Willie Sutton Missed a Chance

Do you send your children to private school, dread interactions with government agencies or prefer to buy a new house rather than get a building permit to renovate your existing one? If you answered yes to any of these questions, or even empathized with them, Philip Howard is the writer for you.

Over almost three decades, Howard has written more than half a dozen books surrounding the theme that common sense is being replaced by excessive regulation, which leads to under- or non-performing governments. His latest book, “Not Accountable: Rethinking the Constitutionality of Public Employee Unions,” introduces the idea that some groups benefit from government under-performance even at a cost of increasing public frustration.

Howard is a lawyer, who believes that there are too many lawyers, and a student of government, especially regulation, who believes there is too much of both and that it is largely misdirected.

To his great credit, he has focused on a significant problem that is highly resistant to solutions. Why is government so inefficient especially in contrast to the private sector?

His new book explores the relationships among government employees, the unions that represent them, the elected officials that hire them (and are charged with managing them), and the public that has learned to dread the process of any interaction with those who theoretically serve them.

Wondering about the title are you?

Though it appears Mitch Ohnstad, a reporter, once asked Willie Sutton why he robbed banks, Sutton denies replying “because that was where the money was.” That saddens me because, for years, I liked to follow up with, “apparently Sutton had never heard of governments.”

Philip Howard has learned what Sutton had not. Governments are where the money is, and they are easily fleeced.

There is an important difference, however. Sutton took the money without rendering the banks themselves dysfunctional. The unions both take the money and stop the governmental units from functioning.

Here, it is useful to understand a distinction. Public employees themselves are not the same as the unions that represent them, and thus need to be considered separately.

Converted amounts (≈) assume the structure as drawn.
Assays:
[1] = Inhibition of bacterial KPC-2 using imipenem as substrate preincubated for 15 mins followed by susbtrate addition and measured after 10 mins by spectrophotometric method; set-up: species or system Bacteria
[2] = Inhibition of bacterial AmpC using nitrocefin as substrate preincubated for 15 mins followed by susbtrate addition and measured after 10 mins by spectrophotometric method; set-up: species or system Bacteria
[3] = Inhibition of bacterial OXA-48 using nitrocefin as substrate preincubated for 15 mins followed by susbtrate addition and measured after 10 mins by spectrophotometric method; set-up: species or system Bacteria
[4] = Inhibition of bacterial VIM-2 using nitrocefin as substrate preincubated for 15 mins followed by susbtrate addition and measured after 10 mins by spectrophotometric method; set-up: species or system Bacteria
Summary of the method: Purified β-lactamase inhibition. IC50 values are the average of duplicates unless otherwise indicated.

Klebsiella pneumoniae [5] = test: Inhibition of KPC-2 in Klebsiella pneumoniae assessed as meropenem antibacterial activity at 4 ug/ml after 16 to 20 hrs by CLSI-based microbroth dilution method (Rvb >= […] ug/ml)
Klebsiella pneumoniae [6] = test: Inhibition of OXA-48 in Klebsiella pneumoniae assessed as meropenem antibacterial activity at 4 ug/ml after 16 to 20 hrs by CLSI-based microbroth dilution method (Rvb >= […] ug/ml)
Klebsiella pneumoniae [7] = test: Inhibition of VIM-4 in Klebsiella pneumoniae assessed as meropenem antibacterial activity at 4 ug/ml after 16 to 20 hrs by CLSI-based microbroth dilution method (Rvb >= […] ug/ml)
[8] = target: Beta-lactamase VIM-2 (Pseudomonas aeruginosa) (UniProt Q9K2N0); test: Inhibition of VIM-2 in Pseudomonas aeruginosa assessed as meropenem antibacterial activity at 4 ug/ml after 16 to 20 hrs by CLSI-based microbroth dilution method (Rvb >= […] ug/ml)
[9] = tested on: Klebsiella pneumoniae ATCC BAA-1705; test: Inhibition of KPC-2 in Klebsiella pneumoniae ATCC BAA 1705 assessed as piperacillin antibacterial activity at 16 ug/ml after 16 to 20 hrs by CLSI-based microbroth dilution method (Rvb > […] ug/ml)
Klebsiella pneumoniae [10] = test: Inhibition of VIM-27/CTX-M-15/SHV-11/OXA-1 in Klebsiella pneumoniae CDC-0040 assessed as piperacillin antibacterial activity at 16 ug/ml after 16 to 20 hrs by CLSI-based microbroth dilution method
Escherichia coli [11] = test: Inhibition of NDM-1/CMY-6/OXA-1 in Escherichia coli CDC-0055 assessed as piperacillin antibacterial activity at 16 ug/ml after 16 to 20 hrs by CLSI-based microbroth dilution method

Most teachers want to teach, and most firefighters want to save lives. The entity that wants to bargain for the teachers and for the firefighters wants to collect dues that it will then use to win elections both through contributions and organizational efforts. Entirely different motivations.

Each year, the union must provide each member with slightly more benefit than the cost of the union dues. Each year those benefits are stacked on top of those from the years before. Like a game of Jenga, many governmental units in the United States are in danger of toppling.

Sometimes the benefits are work rules requiring more employees to do the same job. Sometimes they are pay increases. The most pernicious are retirement benefits that either shorten careers or bloat monthly retirement packages. These are less visible to the public, but they are bankrupting cities and towns.

The process is both successful and incredibly inefficient. Union dues represent a tiny fraction of municipal employee costs in terms of stultifying work rules, bloated salaries, healthcare costs and retirement benefits, but the dues support sufficient political contributions to enable the unions to elect public officials beholden to them for their support – in essence to elect their bosses.

Few doubt that unions can organize company workers. If they go too far, the companies will go bust or move their operations away from the unionized locations. Governments, on the other hand, can do neither. Worse, governments are not spending their own money because governments have no money of their own. All they have is taxpayer money. What is the motivation of a public official to drive a hard bargain with actual or potential campaign workers and contributors?

Howard argues that elected officials cannot bargain away their authority without unconstitutionally delegating it to unelected officials.

“But most of the choices needed for effective governance have been disabled by union controls. Instead, unions have imposed restrictions and protocols that presume that there is ‘one correct way’ to deliver public services and that any deviation requires union approval.